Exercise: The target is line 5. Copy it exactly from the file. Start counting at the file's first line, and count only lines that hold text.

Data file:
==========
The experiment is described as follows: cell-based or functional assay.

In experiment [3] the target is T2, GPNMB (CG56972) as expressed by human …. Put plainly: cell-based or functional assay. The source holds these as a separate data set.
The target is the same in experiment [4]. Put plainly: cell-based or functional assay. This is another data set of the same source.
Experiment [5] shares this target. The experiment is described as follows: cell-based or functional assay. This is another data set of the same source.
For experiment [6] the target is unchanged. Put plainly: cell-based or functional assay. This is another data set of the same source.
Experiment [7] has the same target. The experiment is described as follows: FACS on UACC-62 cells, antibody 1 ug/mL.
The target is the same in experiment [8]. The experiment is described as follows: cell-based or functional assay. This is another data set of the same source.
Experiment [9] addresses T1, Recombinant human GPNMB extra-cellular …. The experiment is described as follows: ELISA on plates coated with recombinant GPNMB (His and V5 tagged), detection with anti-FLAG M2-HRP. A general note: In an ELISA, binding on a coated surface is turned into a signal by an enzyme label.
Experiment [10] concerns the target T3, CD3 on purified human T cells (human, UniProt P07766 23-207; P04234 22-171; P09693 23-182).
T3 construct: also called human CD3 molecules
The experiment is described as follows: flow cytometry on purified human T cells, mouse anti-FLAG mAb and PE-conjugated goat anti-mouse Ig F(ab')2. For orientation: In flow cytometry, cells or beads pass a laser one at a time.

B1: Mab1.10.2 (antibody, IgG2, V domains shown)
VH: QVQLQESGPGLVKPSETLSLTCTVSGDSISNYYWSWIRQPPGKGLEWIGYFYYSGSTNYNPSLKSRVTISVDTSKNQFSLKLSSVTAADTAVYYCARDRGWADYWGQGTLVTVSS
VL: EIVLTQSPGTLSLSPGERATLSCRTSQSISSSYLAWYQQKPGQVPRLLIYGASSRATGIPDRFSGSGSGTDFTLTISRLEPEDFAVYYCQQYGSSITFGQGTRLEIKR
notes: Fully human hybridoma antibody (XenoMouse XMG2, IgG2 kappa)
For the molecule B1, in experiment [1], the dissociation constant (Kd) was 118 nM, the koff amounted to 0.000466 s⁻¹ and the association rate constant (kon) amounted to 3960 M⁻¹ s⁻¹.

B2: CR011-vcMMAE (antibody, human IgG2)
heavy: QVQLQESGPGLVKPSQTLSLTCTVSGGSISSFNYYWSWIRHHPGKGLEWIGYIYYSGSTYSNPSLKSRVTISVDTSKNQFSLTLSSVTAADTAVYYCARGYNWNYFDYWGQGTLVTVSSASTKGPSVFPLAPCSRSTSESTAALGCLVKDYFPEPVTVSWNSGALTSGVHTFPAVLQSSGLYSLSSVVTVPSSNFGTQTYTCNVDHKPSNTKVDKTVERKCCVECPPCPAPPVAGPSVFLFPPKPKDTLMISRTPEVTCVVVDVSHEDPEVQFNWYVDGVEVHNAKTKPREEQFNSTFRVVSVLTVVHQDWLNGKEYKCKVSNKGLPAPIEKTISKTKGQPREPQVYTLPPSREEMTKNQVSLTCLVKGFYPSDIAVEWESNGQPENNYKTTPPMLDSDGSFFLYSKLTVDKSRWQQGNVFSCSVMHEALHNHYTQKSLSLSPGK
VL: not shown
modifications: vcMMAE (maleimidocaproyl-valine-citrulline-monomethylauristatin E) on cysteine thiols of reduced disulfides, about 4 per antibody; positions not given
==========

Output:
For experiment [6] the target is unchanged. Put plainly: cell-based or functional assay. This is another data set of the same source.